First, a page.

Normally solid education reporter, Rob Tomsho, has fallen for the Arne Duncan mania by writing an article in today’s WSJ that attributes expansions of charter school laws to Duncan and the $5 billion “race to the top” stimulus money.
As a graph in the print version of the article shows, charters have been expanding steadily for the last several years — all of which was before Arne Duncan and the stimulus money. The question is whether charters are growing faster than they otherwise would have. I doubt it. The progress of charters doesn’t seem any faster to me now than it has been. After we get all of the numbers in a year or two we can check to confirm my hunch.
I’m afraid that this is just another example of post hoc ergo propter hoc (after this, therefore because of this). Duncan made some speeches and conditioned some fraction of a modest sum on policy changes. There were some policy changes. So people are attributing the policy changes to his speeches and tiny financial leverage.
They grew faster in Tennessee. As the article notes our charter school bill was dead thanks to a call by the Democrat Caucus to stay the line and vote no. Then Duncan started calling Democrats and holding out $100 million and suddenly they and the teacher’s union were talking to the Republican sponsor of the bill. This during an exceptionally tight budget year. It made a difference. We’ll see if the money comes through but for now we’ve got an expansion of our charter school law.
With a statewide student population of 1,169,001 that $100 million translates into a bit less then $100/student. Granted Tennessee spend below the national average at $5,407 per student each year but against that $100 doesn’t seem like nearly enough to tip the balance against determined and effective resistance.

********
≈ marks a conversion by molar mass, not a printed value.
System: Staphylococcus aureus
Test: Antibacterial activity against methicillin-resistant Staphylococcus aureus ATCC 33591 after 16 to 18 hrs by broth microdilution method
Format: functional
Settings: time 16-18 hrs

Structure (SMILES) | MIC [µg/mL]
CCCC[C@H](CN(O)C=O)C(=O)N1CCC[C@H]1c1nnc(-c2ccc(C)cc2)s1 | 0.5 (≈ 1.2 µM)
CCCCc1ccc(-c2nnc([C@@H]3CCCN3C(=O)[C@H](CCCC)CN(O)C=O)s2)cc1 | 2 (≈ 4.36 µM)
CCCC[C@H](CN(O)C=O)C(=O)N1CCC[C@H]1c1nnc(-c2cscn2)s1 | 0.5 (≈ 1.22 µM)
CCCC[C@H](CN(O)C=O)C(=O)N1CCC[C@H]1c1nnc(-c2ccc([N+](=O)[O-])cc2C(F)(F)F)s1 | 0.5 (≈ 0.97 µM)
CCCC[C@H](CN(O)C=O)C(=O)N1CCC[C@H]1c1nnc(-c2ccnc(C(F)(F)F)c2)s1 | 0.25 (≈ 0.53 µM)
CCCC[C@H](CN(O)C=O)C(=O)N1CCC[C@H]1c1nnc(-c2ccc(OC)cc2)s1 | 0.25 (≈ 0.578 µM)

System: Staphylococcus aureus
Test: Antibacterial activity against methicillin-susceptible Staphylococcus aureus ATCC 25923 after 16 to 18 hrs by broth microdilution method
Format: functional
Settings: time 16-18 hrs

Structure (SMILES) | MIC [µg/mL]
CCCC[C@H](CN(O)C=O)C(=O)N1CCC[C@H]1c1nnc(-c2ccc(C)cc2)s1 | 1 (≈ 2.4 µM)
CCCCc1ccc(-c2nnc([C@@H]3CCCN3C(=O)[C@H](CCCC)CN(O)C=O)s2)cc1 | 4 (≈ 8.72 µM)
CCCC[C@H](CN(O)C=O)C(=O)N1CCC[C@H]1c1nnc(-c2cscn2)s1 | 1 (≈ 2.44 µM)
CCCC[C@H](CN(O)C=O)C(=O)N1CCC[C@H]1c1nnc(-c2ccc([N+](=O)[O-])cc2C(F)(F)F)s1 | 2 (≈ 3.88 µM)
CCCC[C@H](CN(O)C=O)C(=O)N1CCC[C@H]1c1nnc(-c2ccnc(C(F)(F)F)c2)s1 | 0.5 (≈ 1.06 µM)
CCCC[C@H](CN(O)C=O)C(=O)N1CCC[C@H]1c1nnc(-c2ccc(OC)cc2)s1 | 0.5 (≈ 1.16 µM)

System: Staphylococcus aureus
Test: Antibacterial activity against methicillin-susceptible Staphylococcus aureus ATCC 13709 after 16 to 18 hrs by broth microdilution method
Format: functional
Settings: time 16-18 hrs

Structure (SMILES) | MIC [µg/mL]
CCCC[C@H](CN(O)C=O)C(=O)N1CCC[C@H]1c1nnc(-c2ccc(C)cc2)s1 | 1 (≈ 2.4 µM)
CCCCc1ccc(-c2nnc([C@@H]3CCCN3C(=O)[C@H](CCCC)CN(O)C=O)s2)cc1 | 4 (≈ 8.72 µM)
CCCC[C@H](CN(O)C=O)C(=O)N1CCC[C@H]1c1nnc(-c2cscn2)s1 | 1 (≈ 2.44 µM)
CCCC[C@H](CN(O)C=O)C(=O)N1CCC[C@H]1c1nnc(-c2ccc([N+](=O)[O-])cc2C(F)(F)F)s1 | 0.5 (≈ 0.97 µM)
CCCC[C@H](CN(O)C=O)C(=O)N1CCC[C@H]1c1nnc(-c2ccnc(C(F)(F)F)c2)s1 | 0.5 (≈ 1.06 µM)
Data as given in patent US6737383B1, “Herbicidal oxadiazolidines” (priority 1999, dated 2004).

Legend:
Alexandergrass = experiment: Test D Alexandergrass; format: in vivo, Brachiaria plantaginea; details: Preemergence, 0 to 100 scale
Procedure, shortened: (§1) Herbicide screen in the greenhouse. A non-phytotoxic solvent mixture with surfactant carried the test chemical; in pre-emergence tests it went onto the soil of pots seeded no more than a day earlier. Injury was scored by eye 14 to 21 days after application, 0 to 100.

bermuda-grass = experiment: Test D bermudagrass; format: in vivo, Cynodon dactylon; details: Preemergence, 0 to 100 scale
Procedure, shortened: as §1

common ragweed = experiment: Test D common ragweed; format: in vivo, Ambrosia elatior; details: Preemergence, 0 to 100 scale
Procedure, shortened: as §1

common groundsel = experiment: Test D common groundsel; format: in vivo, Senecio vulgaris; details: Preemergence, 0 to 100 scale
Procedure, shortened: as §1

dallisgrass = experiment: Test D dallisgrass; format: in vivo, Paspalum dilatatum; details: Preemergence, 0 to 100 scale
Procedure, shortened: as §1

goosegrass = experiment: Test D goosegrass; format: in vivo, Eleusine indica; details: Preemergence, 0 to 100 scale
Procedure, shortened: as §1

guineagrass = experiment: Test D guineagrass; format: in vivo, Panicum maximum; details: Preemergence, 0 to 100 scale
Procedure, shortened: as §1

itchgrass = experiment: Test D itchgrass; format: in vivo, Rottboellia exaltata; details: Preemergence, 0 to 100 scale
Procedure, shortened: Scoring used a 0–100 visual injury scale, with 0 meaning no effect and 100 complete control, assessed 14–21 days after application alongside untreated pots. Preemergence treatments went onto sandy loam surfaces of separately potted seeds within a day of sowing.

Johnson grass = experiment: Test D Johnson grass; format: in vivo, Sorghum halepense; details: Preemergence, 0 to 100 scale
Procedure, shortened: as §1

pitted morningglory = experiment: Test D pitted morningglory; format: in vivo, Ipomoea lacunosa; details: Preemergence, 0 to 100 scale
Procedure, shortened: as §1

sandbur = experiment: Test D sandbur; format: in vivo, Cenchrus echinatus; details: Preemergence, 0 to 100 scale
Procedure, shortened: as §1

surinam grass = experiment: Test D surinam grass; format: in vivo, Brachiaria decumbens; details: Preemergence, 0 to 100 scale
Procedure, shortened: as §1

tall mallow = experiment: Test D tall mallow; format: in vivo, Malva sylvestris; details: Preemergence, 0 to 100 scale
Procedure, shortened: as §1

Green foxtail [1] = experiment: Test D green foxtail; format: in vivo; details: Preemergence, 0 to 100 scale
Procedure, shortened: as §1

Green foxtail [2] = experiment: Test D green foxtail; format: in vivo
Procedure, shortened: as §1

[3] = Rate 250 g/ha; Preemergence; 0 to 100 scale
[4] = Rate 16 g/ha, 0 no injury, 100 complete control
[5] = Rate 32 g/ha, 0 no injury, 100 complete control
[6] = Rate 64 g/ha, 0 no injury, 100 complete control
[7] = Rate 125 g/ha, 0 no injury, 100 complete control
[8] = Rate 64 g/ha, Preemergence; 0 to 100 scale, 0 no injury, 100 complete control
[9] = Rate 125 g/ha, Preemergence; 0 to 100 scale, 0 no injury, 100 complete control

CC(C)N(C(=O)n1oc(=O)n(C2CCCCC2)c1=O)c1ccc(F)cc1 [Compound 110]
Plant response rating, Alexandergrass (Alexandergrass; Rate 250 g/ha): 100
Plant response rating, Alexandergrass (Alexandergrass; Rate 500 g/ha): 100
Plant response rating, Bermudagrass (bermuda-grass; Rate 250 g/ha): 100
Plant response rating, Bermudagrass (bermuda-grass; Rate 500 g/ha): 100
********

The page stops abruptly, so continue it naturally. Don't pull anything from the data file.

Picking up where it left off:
So the question is, how come Tennessee can be bought off so cheaply? What forces have put charter law on the books of forty-four, now forty-five, states?
I don’t mean the relatively vague desire to improve public education. What’s motivated this fairly serious break with the past? The school district was the one, true and only way to organize public education for a very long time and now, in a relative twinkling, there are all these educational loose cannons rolling around the countryside. That sort of change doesn’t occur without a reason and a constituency either my eyesight’s not all that good or this constituency’s well camouflaged.
In MA, charter applications have declined precipitously. In the year our school was approved, 1999, there were 5 approved of something like 35 apps.
Last year, 7 applied, 1 approved (6 to 5).
This week the Gov proposed lifting the cap on urban charters from 9% (of a district’s enrollment) to 18%. “Race” money is definitely one of the key drivers.